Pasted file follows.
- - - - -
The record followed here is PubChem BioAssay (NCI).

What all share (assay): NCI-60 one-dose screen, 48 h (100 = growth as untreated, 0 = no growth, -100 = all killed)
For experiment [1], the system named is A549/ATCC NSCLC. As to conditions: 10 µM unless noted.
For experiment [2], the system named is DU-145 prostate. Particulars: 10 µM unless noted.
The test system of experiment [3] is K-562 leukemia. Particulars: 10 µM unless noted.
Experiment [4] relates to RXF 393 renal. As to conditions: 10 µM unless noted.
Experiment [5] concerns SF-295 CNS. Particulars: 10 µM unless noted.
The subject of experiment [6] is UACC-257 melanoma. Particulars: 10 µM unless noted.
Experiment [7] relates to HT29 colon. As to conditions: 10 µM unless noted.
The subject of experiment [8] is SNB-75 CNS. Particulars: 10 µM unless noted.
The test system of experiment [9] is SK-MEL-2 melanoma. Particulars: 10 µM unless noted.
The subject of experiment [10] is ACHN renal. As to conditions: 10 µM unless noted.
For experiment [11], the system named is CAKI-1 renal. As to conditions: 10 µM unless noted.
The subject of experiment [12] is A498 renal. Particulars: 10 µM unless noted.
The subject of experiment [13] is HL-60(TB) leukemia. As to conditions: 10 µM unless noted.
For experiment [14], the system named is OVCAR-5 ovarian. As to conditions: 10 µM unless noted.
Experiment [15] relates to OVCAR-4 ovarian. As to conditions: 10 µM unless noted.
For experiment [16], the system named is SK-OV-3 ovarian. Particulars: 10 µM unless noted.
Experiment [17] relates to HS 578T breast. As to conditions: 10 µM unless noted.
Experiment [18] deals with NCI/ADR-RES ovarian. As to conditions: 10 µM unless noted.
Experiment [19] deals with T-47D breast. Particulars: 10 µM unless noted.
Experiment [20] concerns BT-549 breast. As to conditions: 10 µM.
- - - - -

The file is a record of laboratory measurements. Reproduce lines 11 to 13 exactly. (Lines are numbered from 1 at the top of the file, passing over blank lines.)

The test system of experiment [9] is SK-MEL-2 melanoma. Particulars: 10 µM unless noted.
The subject of experiment [10] is ACHN renal. As to conditions: 10 µM unless noted.
For experiment [11], the system named is CAKI-1 renal. As to conditions: 10 µM unless noted.